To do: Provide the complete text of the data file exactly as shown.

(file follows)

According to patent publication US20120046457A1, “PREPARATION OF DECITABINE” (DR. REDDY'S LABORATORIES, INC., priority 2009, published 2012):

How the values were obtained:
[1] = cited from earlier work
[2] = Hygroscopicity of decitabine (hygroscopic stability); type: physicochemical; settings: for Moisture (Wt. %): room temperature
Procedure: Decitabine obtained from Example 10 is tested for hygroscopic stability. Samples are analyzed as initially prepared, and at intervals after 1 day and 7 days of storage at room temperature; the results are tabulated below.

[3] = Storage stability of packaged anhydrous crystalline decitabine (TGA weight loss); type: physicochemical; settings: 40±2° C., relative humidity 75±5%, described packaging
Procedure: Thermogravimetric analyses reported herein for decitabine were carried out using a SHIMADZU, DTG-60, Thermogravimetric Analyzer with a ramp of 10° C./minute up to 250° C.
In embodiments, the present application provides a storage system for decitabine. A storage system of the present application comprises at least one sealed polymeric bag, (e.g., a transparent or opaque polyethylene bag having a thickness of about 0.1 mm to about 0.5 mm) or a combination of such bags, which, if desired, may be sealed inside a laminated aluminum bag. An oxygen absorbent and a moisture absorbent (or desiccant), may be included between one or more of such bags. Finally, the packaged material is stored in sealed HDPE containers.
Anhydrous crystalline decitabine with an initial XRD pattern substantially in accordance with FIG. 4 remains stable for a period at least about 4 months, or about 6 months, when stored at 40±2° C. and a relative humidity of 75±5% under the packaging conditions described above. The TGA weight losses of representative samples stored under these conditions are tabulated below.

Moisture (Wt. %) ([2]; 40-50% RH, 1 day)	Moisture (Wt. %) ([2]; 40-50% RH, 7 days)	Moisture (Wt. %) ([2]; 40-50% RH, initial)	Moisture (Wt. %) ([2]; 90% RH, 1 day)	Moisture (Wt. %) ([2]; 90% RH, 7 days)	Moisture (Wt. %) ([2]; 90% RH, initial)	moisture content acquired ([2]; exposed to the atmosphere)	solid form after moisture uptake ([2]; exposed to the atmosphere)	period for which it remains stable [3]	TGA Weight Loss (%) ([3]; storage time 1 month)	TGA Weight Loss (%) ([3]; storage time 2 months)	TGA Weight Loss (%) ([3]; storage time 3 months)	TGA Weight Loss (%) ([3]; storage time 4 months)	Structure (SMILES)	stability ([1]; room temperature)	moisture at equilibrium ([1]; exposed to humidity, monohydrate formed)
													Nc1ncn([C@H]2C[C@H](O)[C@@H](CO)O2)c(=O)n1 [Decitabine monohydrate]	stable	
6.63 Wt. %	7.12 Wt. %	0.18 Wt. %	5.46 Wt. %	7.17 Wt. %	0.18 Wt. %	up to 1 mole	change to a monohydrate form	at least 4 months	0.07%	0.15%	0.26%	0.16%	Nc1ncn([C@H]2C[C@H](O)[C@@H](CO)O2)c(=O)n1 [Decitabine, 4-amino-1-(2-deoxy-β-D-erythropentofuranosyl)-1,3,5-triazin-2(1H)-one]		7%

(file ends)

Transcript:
According to patent publication US20120046457A1, “PREPARATION OF DECITABINE” (DR. REDDY'S LABORATORIES, INC., priority 2009, published 2012):

How the values were obtained:
[1] = cited from earlier work
[2] = Hygroscopicity of decitabine (hygroscopic stability); type: physicochemical; settings: for Moisture (Wt. %): room temperature
Procedure: Decitabine obtained from Example 10 is tested for hygroscopic stability. Samples are analyzed as initially prepared, and at intervals after 1 day and 7 days of storage at room temperature; the results are tabulated below.

[3] = Storage stability of packaged anhydrous crystalline decitabine (TGA weight loss); type: physicochemical; settings: 40±2° C., relative humidity 75±5%, described packaging
Procedure: Thermogravimetric analyses reported herein for decitabine were carried out using a SHIMADZU, DTG-60, Thermogravimetric Analyzer with a ramp of 10° C./minute up to 250° C.
In embodiments, the present application provides a storage system for decitabine. A storage system of the present application comprises at least one sealed polymeric bag, (e.g., a transparent or opaque polyethylene bag having a thickness of about 0.1 mm to about 0.5 mm) or a combination of such bags, which, if desired, may be sealed inside a laminated aluminum bag. An oxygen absorbent and a moisture absorbent (or desiccant), may be included between one or more of such bags. Finally, the packaged material is stored in sealed HDPE containers.
Anhydrous crystalline decitabine with an initial XRD pattern substantially in accordance with FIG. 4 remains stable for a period at least about 4 months, or about 6 months, when stored at 40±2° C. and a relative humidity of 75±5% under the packaging conditions described above. The TGA weight losses of representative samples stored under these conditions are tabulated below.

Moisture (Wt. %) ([2]; 40-50% RH, 1 day)	Moisture (Wt. %) ([2]; 40-50% RH, 7 days)	Moisture (Wt. %) ([2]; 40-50% RH, initial)	Moisture (Wt. %) ([2]; 90% RH, 1 day)	Moisture (Wt. %) ([2]; 90% RH, 7 days)	Moisture (Wt. %) ([2]; 90% RH, initial)	moisture content acquired ([2]; exposed to the atmosphere)	solid form after moisture uptake ([2]; exposed to the atmosphere)	period for which it remains stable [3]	TGA Weight Loss (%) ([3]; storage time 1 month)	TGA Weight Loss (%) ([3]; storage time 2 months)	TGA Weight Loss (%) ([3]; storage time 3 months)	TGA Weight Loss (%) ([3]; storage time 4 months)	Structure (SMILES)	stability ([1]; room temperature)	moisture at equilibrium ([1]; exposed to humidity, monohydrate formed)
													Nc1ncn([C@H]2C[C@H](O)[C@@H](CO)O2)c(=O)n1 [Decitabine monohydrate]	stable	
6.63 Wt. %	7.12 Wt. %	0.18 Wt. %	5.46 Wt. %	7.17 Wt. %	0.18 Wt. %	up to 1 mole	change to a monohydrate form	at least 4 months	0.07%	0.15%	0.26%	0.16%	Nc1ncn([C@H]2C[C@H](O)[C@@H](CO)O2)c(=O)n1 [Decitabine, 4-amino-1-(2-deoxy-β-D-erythropentofuranosyl)-1,3,5-triazin-2(1H)-one]		7%